In 1952, Eisenhower was elected president of the United States on the Republican ticket, but he had become an international hero more than seven years earlier, before he declared his political affiliation, when he led the multinational Allied forces to victory over Nazi Germany.
Eisenhower, who died in 1969, remains so widely respected and popular that 30 years after his death, Congress decided to have an official memorial in his honor built in Washington, D.C.
Unfortunately, the Eisenhower Memorial Commission has approved a design by architect Frank Ghery that would highlight Eisenhower’s youth in Kansas far more than his military or political achievements.
Writing in The New Republic, Geoffrey Kabaservice has criticized Ghery’s oversized design, “whose only representation of its subject would be a statue showing him as a barefoot boy” as “both bombastic and silly.”
Members of the Eisenhower family, in particular his granddaughters Susan and Anne, are asking the National Capital Planning Commission to halt the process and direct the Eisenhower Memorial Commission to come up with a different concept.
They are right.
“I just don’t think Dwight Eisenhower is remembered because he was a barefoot boy from Kansas,” Susan Eisenhower told The Washington Post last December. “When I look at this memorial, I don’t see any bit of him in it.”
When school and church groups from across the country, and visitors from throughout the world, come to Washington, they take back with them the images of our nation’s greatness. At the Lincoln Memorial, they see our 16th president, not as a young lawyer in Illinois, but as the thoughtful, contemplative man he became during his years of national leadership.
At the Jefferson Memorial, visitors encounter our third president, not as an adolescent on his father’s Virginia plantation, but as a mature statesman surrounded by his thoughts and writings.
The statue of Winston Churchill in London’s Parliament Square depicts him, not as a schoolboy at Harrow, nor as a young war correspondent in South Africa during the Boer War, but as the wartime prime minister, wearing a military great coat, for that is how he will forever be remembered — as one of Great Britain’s towering personalities.
Eisenhower entered history not as a youth in Kansas or as a graduate of West Point, or, even, as president of the United States. His unique contribution to our country’s and the world’s history was as supreme allied commander for the European Theater during World War II and then, following Germany’s surrender, as military governor of the U.S occupation zone of Germany.
For Holocaust survivors and their families in particular, Eisenhower holds a hallowed place in our hearts and emotions. It was under his leadership that the Nazi concentration camps in Germany and Austria were liberated in the spring of 1945, and in our minds, he, more than anyone else, became the iconic representation of all the Allied liberators.
Rabbi Judah Nadich, who served as the Army’s senior Jewish chaplain in Europe and as Eisenhower’s Jewish adviser, wrote, “Eisenhower’s treatment of the Jewish displaced persons ... was marked with understanding and sympathy. His friendship for the Jews left no room for doubt.”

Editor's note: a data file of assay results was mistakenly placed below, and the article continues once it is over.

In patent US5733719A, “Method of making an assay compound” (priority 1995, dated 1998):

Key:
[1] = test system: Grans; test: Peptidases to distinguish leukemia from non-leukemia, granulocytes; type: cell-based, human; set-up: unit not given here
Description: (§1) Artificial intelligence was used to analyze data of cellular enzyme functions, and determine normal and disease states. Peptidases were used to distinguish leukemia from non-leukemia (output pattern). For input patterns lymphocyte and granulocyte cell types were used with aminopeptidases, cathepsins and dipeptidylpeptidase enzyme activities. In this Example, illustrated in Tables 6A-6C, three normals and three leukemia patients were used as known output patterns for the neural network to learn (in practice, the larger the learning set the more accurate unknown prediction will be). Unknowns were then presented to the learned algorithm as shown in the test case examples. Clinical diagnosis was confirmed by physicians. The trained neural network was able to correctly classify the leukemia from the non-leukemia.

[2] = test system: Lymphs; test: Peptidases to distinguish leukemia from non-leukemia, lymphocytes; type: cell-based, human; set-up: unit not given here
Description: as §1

In September 1945, Eisenhower joined several thousand Jewish survivors at Yom Kippur services in the Feldafing Displaced Persons camp, not far from Munich. His “sudden unannounced appearance,” Nadich recalled, “electrified the large congregation. The men and women could not believe their eyes. … The stormy ovation they gave him indicated the esteem, the appreciation and the love they bore him. Their enthusiasm showed that they felt that he was not only the symbol of all of the democratic forces that had set them free, but that he personally understood their plight.”
Eisenhower was also one of the first who understood the urgent need to preserve the memory of the atrocities that had been perpetrated against European Jews and all the other victims of the Third Reich. He personally visited a concentration camp within days of its liberation in order to be able to bear personal witness, and he directed the officers under his command to do the same.
A photograph of Eisenhower taken at Ohrdruf, a sub-camp of Buchenwald near the German city of Gotha, shows him surrounded by American G.I.s and liberated inmates still in their camp uniforms beside a gallows where prisoners had been tortured and hung with piano wire. That is the image of him that should be engraved into our national consciousness.
“The things I saw beggar description,” Eisenhower wrote to Gen. George C. Marshall shortly after visiting Ohrdruf. “The visual evidence and the verbal testimony of starvation, cruelty and bestiality were so overpowering as to leave me a bit sick. … I made the visit deliberately, in order to be in position to give firsthand evidence of these things if ever, in the future, there develops a tendency to charge these allegations merely to ‘propaganda.’ ”
As the son of two survivors of both the Auschwitz death camp and the concentration camp of Bergen-Belsen, I agree with the Eisenhower family that the proposed design of the planned Eisenhower Memorial must be changed. Dwight D. Eisenhower should be depicted and remembered in our nation’s capital above all as the U.S. General of the Army who rescued Europe and, indeed, the world, from the scourge of Nazism.
(Menachem Z. Rosensaft is an adjunct professor of law at Cornell Law School, a lecturer in law at Columbia Law School, a distinguished visiting lecturer at Syracuse University College of Law, and vice president of the American Gathering of Jewish Holocaust Survivors and Their Descendants.)